Out in Bethlehem, they’re killing time

Filling out forms, standing in line

Colosse was a little like Allentown.

The City of Colosse:

  • In central Turkey, about two hours from the coast.
  • Once large and prosperous with a thriving wool industry,
  • On a trade route between the coast and the euphrates river – remember Turkey borders both Iraq and Iran.
  • Had been eclipsed by two sister cities — Laodocea and Hieropolis.
  • Laodocia was the district capital
  • Hieropolis had a healing spring which drew in the crowds in a time before modern medicine
  • By Paul’s day, Colosse was the least significant of the cities whose churches Paul wrote.

Important to note:

  • Paul himself never visited Colosse
  • The church was founded by Epaphras around the time that Paul was in Ephesus (see – Acts 19:10)
    • Paul in Ephesus two years
    • Training elders to plant churches
    • Result = “all the residents of Asia (Turkey) heard the word of the Lord, both Jews and Greeks” (19:10)

Key Issue: idolatry and superstition

The believers in Colosse lived in a world not unlike our own. 

  1. First, they were subject to financial forces and it was therefore not easy to live in a city whose fortunes had reversed.
  1. It was also a context that was highly diverse in terms of religious belief and practice. 

The Colossian Christians were being influenced by a rival religious belief that kind of married Jewish beliefs with Greek philosophy and held that the world was full of spiritual forces.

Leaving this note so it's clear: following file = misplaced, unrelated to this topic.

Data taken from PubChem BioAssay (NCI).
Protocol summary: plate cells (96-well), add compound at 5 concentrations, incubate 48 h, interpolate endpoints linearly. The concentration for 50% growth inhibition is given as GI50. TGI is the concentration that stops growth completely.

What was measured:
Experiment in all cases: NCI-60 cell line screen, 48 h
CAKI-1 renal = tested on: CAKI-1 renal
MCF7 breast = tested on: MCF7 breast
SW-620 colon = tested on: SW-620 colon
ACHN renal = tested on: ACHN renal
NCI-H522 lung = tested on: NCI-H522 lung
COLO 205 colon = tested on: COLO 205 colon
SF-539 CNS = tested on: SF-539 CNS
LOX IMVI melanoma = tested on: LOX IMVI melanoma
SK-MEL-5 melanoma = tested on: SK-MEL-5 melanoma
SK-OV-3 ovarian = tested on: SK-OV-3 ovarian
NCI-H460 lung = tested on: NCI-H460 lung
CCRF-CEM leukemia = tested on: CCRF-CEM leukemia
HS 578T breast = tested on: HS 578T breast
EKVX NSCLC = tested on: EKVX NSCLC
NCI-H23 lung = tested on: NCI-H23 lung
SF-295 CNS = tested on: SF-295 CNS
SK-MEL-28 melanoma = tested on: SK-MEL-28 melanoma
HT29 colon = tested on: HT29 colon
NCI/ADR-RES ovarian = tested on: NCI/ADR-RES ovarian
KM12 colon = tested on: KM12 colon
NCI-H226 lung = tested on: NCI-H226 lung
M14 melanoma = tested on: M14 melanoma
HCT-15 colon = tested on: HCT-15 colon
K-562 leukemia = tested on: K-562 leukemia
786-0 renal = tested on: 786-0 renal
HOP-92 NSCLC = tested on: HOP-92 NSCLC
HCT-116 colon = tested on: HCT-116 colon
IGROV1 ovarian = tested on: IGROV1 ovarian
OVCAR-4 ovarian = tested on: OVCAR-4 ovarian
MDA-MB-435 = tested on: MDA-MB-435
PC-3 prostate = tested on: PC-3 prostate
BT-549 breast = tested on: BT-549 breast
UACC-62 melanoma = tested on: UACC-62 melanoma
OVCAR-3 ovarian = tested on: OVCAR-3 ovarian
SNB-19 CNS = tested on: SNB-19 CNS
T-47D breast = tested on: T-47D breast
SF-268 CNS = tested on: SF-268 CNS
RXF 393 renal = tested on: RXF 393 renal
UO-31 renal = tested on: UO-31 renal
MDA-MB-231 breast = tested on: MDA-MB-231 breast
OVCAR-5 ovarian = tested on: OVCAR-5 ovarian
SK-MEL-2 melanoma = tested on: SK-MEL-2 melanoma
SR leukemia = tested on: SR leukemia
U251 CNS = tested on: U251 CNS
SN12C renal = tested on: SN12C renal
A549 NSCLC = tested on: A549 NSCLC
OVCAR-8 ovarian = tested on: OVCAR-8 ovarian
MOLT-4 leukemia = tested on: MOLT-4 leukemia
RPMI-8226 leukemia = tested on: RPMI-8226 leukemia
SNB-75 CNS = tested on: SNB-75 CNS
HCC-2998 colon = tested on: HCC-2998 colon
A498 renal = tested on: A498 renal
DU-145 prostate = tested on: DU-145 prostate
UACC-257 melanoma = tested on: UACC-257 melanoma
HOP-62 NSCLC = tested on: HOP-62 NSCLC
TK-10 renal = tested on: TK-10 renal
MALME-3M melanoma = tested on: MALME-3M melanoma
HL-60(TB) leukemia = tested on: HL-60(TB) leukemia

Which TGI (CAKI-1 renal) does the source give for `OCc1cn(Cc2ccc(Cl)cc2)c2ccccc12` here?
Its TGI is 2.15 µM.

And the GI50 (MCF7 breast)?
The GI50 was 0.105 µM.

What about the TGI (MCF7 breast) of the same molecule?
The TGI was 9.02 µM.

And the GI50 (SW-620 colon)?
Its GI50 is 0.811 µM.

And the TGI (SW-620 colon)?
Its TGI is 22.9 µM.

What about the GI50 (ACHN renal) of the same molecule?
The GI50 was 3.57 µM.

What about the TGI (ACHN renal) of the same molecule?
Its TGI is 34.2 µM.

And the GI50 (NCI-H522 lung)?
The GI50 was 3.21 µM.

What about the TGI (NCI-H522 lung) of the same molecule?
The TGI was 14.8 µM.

These forces needed to be placated to avoid bad things happening. This was done through veneration, food sacrifices, ascetic practices, and honoring certain days of the week. 

Perhaps you can see the problem: the world is full of evil forces and faith in Christ is not enough to protect you from evil or to sustain you through suffering. They said you needed more. 

It was Jesus plus this practice, that food sacrifice, that observance, etc.

It’s been ten years since I’ve been in Turkey. One of my most poignant memories is seeing charms to ward off the “evil eye” all over the place.

You’d see one hanging in every window, in every stall, in every public place. You’d see them on people’s wrists or necks. This wasn’t about good luck, it was about protection from evil. And this is common to many countries.

It is, however, profoundly un-Christian to think in these sorts of ways about how the world works and how God works in the world.

The point of faith in the Lord Jesus Christ is that we are now united to Him and, now, no evil can separate us from the love of God that is in Christ Jesus (Romans 8:38).